I have a confession to make…
I enjoy meetings. In fact, I appreciate having a well-developed agenda. If time limits are specified for each topic on the agenda, even better! And truly great meetings are garnished with chocolate covered snacks and sprinkled with high tech presentations. But, beyond the frills and refinements, meetings have one major advantage over normal, everyday conversations. Most meetings have some form of organizational procedures or a code of conduct; the most formal meetings are governed by “rules of order”. Oh, the simplicity and orderliness (and donuts)! Nevertheless, while meetings can be an important component of our social interactions, our most meaningful personal connections are not formed in the conference room.
Conversations, unlike our structured agenda-driven gatherings, are generally organic. They are often unplanned, crop up in the midst of our day, and the snacks are often missing. The topics and course of conversation are typically unannounced, unorganized, and often messy. And sometimes, what is not said in the conversation is often more important than what is said. And the rules for conversations? The rules for most conversations are virtually non-existent.
And conversations have one tremendous advantage over meetings; conversations are often founded upon our shared stories and common experiences. The moments that we share together form a contextual background that is necessary for real, meaningful interactions. And those common experiences are exactly what make our conversations unorganized, messy and… meaningful.
What about prayer? Would you characterize the act of prayer as a conversation or a meeting? Sometimes, prayer may feel a bit like a formal meeting with God, complete with rules for initiating and concluding the encounter. For example, nearly all prayers are ended with the word, “Amen.” Is that a requirement? Is God left waiting for us to hang-up if we forget to say, “Amen”? *
Are there any rules regarding an agenda or suitable topics for our meeting with God? Several years ago, I visited Saint Catherine’s Monastery in the Sinai Peninsula. One of the oldest operating Christian monasteries in the world, St. Catherine’s dates back to the 6th century. Our group was led through the ancient compound by Father Justin, a native Texan who is now a permanent resident of St. Catherine’s. Within the walls of this monastery, Father Justin studies, prays, meditates, and one day, will die. He is an excellent scholar and graciously accommodated our many questions. At the conclusion of our visit, we asked if we could pray with him. His response surprised me. “No,” he answered kindly. Sensing that his response was puzzling to many in our group, he volunteered an explanation. He told us that he only spoke to God using the written prayers of those who had gone before him. To Father Justin, prayer was far too serious a task to use his own words, so he chose to borrow from those who went before him. While I understand the humility of his approach, I am not sure I agree. As messy and unorganized as it might be, I believe that prayer has far more in common with a conversation than a meeting.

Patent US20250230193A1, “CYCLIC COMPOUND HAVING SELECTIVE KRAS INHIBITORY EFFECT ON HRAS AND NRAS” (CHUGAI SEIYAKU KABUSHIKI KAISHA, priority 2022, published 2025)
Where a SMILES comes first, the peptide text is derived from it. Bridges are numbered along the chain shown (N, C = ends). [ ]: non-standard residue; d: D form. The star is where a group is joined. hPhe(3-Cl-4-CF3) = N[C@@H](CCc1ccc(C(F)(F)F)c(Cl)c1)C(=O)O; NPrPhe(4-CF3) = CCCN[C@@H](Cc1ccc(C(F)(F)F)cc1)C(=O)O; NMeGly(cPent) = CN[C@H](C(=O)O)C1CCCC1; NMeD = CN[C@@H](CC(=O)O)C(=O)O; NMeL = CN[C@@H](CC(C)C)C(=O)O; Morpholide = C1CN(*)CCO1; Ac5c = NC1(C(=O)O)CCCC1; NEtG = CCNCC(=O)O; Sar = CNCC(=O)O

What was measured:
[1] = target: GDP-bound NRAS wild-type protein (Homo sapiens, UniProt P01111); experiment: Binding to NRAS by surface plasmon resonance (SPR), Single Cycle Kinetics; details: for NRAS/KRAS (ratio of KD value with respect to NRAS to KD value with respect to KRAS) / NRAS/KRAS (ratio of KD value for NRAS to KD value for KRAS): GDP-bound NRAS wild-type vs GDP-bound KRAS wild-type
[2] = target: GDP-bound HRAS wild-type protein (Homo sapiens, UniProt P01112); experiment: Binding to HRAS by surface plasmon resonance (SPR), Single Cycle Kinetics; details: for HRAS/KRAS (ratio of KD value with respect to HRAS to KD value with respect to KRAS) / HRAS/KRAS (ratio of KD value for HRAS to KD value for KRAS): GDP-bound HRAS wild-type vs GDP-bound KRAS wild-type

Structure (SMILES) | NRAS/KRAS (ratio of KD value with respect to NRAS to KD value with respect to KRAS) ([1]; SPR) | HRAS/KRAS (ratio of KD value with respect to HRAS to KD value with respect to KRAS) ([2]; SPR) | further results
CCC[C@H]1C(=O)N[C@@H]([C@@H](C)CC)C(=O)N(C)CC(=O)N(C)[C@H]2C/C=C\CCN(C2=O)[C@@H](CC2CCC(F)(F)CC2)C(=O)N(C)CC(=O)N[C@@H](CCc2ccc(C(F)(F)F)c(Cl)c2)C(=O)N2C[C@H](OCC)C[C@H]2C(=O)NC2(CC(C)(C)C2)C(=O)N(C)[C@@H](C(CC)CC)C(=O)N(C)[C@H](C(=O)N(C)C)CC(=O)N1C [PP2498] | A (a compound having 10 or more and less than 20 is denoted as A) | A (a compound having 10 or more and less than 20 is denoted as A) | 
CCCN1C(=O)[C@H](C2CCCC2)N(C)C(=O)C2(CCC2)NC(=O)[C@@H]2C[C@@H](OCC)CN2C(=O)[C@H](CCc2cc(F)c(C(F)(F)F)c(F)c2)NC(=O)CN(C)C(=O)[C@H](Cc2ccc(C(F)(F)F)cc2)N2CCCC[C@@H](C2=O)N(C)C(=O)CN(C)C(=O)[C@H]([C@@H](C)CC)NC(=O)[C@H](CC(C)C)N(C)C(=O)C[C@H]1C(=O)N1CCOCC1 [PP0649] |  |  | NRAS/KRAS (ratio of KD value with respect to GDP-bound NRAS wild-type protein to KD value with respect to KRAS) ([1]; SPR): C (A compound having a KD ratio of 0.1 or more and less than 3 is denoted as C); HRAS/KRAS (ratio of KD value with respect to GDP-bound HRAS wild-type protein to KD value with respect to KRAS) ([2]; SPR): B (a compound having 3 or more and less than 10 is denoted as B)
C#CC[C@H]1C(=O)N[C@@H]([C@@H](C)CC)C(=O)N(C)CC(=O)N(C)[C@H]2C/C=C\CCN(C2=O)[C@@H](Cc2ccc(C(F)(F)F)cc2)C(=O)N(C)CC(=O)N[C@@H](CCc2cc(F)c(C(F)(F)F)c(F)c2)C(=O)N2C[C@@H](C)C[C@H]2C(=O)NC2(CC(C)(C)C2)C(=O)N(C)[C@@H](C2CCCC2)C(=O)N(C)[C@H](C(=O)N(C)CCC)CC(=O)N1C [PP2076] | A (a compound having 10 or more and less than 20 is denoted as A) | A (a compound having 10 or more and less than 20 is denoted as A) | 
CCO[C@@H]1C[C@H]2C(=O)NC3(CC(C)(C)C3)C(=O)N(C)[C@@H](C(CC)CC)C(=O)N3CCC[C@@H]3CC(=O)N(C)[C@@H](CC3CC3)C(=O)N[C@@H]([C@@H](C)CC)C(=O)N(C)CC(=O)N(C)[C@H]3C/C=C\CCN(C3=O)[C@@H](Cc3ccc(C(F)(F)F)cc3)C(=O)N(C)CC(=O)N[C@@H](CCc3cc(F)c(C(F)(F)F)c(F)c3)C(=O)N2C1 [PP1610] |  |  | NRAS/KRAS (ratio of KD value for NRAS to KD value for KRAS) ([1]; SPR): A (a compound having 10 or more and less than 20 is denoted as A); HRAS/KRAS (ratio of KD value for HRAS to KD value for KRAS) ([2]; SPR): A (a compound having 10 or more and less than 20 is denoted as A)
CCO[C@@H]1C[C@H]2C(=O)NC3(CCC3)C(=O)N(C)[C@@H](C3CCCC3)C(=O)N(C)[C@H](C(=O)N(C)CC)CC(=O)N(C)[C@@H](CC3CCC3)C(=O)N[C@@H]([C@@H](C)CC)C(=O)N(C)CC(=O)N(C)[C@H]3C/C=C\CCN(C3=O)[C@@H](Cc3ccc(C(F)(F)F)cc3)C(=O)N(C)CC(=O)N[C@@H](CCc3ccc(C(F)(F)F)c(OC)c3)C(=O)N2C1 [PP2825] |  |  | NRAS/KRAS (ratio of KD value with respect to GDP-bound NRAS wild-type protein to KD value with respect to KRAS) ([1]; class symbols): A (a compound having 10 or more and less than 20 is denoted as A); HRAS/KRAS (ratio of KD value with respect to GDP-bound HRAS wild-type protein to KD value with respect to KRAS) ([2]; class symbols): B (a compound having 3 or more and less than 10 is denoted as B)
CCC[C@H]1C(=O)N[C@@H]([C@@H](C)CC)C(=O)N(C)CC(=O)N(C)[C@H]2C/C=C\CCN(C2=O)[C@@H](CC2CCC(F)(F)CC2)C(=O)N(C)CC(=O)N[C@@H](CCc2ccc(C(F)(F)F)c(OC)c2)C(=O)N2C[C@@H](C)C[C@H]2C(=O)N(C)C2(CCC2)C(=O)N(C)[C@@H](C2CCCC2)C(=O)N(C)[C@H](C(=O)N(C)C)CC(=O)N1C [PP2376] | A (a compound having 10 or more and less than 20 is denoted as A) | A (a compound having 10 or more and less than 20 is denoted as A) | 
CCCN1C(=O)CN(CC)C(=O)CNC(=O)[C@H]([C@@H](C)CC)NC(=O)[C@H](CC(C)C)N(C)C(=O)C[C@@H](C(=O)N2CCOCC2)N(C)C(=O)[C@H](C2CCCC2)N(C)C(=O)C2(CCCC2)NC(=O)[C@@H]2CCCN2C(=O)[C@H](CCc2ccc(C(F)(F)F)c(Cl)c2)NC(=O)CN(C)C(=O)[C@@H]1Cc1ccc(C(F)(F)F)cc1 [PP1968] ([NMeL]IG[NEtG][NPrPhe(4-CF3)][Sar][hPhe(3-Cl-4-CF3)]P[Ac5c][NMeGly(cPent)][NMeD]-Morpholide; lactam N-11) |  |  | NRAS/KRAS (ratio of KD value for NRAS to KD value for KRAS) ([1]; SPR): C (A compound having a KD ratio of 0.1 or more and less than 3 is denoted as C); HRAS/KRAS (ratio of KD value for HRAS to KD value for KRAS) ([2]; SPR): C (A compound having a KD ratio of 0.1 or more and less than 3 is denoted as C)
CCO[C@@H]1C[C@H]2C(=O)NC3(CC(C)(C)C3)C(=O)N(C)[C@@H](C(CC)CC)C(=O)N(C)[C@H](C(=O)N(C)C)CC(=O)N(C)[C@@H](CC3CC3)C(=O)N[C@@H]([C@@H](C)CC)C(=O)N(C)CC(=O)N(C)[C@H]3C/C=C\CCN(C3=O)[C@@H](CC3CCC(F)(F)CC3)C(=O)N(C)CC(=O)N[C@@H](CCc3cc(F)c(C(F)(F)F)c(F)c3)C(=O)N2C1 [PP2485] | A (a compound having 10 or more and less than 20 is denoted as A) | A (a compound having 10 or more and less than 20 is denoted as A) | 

As we discussed previously, there are many different forms of spoken and unspoken prayer recorded throughout the Bible. Most of these prayers are deeply connected to a much larger story involving an ongoing relationship with a God who listens, knows and cares. Given this, I have always been puzzled by what is probably the most popular prayer in history - The Lord’s Prayer. Jesus not only taught His disciples this prayer, but He also told them to, “Pray then in this way:” (Matthew 6:9)
What is Jesus saying with this instruction? How do we pray “this way?” Are we to use these exact words or is there something else about this prayer that we should replicate or model?